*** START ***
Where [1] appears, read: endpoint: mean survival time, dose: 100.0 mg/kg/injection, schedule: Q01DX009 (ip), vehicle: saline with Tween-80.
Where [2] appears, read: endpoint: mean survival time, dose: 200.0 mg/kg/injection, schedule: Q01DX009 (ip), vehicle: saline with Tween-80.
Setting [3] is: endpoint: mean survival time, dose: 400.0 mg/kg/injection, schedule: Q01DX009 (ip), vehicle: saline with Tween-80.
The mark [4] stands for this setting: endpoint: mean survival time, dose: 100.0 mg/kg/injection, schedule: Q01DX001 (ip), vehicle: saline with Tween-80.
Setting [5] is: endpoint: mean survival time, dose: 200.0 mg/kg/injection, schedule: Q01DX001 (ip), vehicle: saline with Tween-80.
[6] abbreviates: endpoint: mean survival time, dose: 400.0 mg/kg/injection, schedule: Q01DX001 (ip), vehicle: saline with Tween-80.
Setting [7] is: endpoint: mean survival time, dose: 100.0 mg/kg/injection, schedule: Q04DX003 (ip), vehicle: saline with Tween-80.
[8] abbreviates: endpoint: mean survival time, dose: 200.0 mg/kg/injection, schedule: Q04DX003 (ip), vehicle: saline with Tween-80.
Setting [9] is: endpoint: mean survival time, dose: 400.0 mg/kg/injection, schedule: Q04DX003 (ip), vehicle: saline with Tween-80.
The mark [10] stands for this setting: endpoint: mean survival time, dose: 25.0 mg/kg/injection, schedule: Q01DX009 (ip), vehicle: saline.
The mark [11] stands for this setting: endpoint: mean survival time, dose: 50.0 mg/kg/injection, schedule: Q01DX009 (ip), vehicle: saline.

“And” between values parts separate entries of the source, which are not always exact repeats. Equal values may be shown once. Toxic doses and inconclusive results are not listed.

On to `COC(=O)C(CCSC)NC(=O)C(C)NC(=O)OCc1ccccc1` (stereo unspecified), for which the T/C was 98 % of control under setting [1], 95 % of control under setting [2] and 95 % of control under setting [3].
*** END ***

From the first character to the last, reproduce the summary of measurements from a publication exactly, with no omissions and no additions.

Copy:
Where [1] appears, read: endpoint: mean survival time, dose: 100.0 mg/kg/injection, schedule: Q01DX009 (ip), vehicle: saline with Tween-80.
Where [2] appears, read: endpoint: mean survival time, dose: 200.0 mg/kg/injection, schedule: Q01DX009 (ip), vehicle: saline with Tween-80.
Setting [3] is: endpoint: mean survival time, dose: 400.0 mg/kg/injection, schedule: Q01DX009 (ip), vehicle: saline with Tween-80.
The mark [4] stands for this setting: endpoint: mean survival time, dose: 100.0 mg/kg/injection, schedule: Q01DX001 (ip), vehicle: saline with Tween-80.
Setting [5] is: endpoint: mean survival time, dose: 200.0 mg/kg/injection, schedule: Q01DX001 (ip), vehicle: saline with Tween-80.
[6] abbreviates: endpoint: mean survival time, dose: 400.0 mg/kg/injection, schedule: Q01DX001 (ip), vehicle: saline with Tween-80.
Setting [7] is: endpoint: mean survival time, dose: 100.0 mg/kg/injection, schedule: Q04DX003 (ip), vehicle: saline with Tween-80.
[8] abbreviates: endpoint: mean survival time, dose: 200.0 mg/kg/injection, schedule: Q04DX003 (ip), vehicle: saline with Tween-80.
Setting [9] is: endpoint: mean survival time, dose: 400.0 mg/kg/injection, schedule: Q04DX003 (ip), vehicle: saline with Tween-80.
The mark [10] stands for this setting: endpoint: mean survival time, dose: 25.0 mg/kg/injection, schedule: Q01DX009 (ip), vehicle: saline.
The mark [11] stands for this setting: endpoint: mean survival time, dose: 50.0 mg/kg/injection, schedule: Q01DX009 (ip), vehicle: saline.

“And” between values parts separate entries of the source, which are not always exact repeats. Equal values may be shown once. Toxic doses and inconclusive results are not listed.

On to `COC(=O)C(CCSC)NC(=O)C(C)NC(=O)OCc1ccccc1` (stereo unspecified), for which the T/C was 98 % of control under setting [1], 95 % of control under setting [2] and 95 % of control under setting [3].